A good approach would have been to look at the consequences (legal, security…) and first propose to the farmer assistance to get legal ownership of their land (immediate access in exchange of the road can be done with "extremely good willing politicians"), then support their production and transformation technique for them to have a better product to sell… Then support transport (not road: trucks) for them to sell their products and once they were more rich (less poor if you want). And then propose to build a road that they would have support because it would be more economically beneficial than security threat.
    Guts guess duration: at the best 2 years before getting the idea of a road in the farmer priorities pipe.
    I think that gut guess is wrong, and I don't think this program would work. There's an important point being missed. When I said that the farmers were resisting because they knew their land would be taken by people with power and money... who do you think those people were? They were the local political powers, of course, and individuals close to them. As soon as they knew the road project would be funded (and well before it was announced) they were already muscling in, acquiring legal rights to land and positioning themselves to profit from the road. The government would never have allowed those farmers to get legal title to the land in question because the people in charge wanted it for themselves.

    When you see a miserable status quo enduring without change, the chances are that it's not enduring because people lack initiative, or lack the right machine, or lack infrastructure, or lack capital. People have natural initiative and they will make a way... it may be slower and less efficient than it would be with more resources, but they will make one. When nobody's making a way and the status quo is dragging on and on, there's a pretty good chance that the status quo is dragging on because somebody wants it to. There's a pretty good chance that the somebody in question has both legal power and armed force, and is willing to use that power to slap down initiatives that threaten his dominance or to derail any initiatives that do not promote his interests.

    Sometimes the best way to promote development is not to look for ways to help people move forward, but to identify and help remove the obstacles that are holding them back. Of course that gets political, and can get very complicated... but it's tough to promote development apolitically in an environment where the primary obstacles to development are political.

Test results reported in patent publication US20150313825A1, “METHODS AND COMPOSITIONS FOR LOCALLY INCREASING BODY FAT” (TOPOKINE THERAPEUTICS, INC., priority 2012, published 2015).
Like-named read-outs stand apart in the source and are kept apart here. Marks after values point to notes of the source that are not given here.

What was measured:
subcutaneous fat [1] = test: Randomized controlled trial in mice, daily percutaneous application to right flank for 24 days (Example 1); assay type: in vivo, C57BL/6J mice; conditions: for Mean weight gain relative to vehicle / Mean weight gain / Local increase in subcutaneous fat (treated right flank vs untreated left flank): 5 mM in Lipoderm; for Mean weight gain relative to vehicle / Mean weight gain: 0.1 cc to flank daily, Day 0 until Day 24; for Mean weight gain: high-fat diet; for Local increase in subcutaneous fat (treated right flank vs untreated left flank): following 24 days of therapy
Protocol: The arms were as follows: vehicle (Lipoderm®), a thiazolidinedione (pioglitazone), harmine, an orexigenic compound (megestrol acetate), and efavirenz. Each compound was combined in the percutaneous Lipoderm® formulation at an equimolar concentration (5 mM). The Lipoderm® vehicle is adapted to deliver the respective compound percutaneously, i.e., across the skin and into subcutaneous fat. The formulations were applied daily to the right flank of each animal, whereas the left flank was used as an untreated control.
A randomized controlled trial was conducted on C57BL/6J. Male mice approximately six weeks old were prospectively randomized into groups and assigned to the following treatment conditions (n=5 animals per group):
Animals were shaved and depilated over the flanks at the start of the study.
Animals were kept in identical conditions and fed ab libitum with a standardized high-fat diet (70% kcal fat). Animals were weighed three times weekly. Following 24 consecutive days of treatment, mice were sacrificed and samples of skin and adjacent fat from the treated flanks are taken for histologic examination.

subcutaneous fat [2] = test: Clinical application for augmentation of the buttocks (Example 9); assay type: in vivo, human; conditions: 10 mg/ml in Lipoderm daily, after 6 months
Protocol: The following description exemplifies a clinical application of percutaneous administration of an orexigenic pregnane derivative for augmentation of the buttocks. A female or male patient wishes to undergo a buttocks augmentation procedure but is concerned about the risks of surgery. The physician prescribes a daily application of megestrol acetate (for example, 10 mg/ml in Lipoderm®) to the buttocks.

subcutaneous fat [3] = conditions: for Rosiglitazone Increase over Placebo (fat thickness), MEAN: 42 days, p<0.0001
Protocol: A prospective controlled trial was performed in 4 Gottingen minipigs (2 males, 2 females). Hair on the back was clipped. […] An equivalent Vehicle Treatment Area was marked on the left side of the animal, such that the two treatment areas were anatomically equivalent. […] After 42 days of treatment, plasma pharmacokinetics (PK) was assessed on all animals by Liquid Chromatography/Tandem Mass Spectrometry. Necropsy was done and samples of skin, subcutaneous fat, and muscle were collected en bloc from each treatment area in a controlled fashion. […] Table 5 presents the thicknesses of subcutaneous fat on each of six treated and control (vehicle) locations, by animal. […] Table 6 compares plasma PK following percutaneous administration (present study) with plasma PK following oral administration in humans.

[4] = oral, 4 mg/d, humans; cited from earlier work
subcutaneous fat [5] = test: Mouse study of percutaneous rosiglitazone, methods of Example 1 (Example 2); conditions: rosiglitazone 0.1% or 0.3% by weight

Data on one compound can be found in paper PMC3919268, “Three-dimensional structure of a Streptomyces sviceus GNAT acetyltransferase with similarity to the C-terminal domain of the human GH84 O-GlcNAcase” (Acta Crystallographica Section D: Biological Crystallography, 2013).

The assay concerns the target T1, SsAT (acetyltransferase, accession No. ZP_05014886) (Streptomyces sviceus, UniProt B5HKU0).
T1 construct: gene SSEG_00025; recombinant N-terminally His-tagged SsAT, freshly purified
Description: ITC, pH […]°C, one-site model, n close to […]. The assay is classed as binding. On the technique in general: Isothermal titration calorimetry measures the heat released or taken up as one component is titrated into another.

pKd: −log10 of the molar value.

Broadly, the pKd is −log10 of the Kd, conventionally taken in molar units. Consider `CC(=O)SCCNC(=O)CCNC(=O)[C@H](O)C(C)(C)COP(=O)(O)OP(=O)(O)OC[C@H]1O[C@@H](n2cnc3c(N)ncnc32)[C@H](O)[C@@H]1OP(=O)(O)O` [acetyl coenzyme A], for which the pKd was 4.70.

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    Default Balance through diversification...

    Quote Originally Posted by Dayuhan View Post
    Sometimes the best way to promote development is not to look for ways to help people move forward, but to identify and help remove the obstacles that are holding them back. Of course that gets political, and can get very complicated... but it's tough to promote development apolitically in an environment where the primary obstacles to development are political.
    Top down strategies are part of a solution, but limiting oneself to just one axis of attack or line of operation is similar to investing in just one stock. Good for you if you hit it out of the park, however empirical work on concepts such as efficient market theory, mean variance portfolio theory, capital asset pricing model, value at risk, etc. seem to suggest that there are greater benefits to be had via diversification when problem solving.

    From FP, a 22 Jan 2010 post on Tom Rick's blog the Best Defense, Haiti watch (III): A role for retired Special Forces?

    By Robert Maguire

    Best Defense Haiti correspondent

    In 1994/95, following the US-led, UN-sponsored intervention that restored elected government to Haiti after three years of rapacious rule by the Haitian military and its allies, US Special Forces played a critical role throughout the Haitian countryside in restoring order and assisting local officials move forward with the always enormous task of providing services to citizens at the local and municipal levels. Much was written about this, but I recall it most clearly through a documentary produced by CNN called "Guardian Warriors." I recall from that documentary -- which I recorded on a VRC (it was that long ago) and is now stowed away somewhere on video tape -- that small Special Forces units around Haiti were playing a very positive role in this regard -- working with mayors; interfacing with local populations; providing technical and resource assistance. These men (I do not recall seeing any women) were portrayed as sensitive to local people and their culture and were finding ways to work within existing paradigms -- even broken ones. They were also very welcome by the local populations with which they worked.
    Tom Rick's also provides a link to an applied GIS website about Haiti.

    Wilf,

    The GIS website allows one to examine/focus upon security concerns...
    Last edited by Surferbeetle; 01-22-2010 at 05:24 PM.
    Sapere Aude

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    Default Add to our doctrinal materials,

    in light of this:

    from Dayuhan
    When I said that the farmers were resisting because they knew their land would be taken by people with power and money... who do you think those people were? They were the local political powers, of course, and individuals close to them. As soon as they knew the road project would be funded (and well before it was announced) they were already muscling in, acquiring legal rights to land and positioning themselves to profit from the road. The government would never have allowed those farmers to get legal title to the land in question because the people in charge wanted it for themselves.
    Blazing Saddles. Never thought of that as a treatise in revolutionarty warfare, but its script is written above. And who can beat the ending.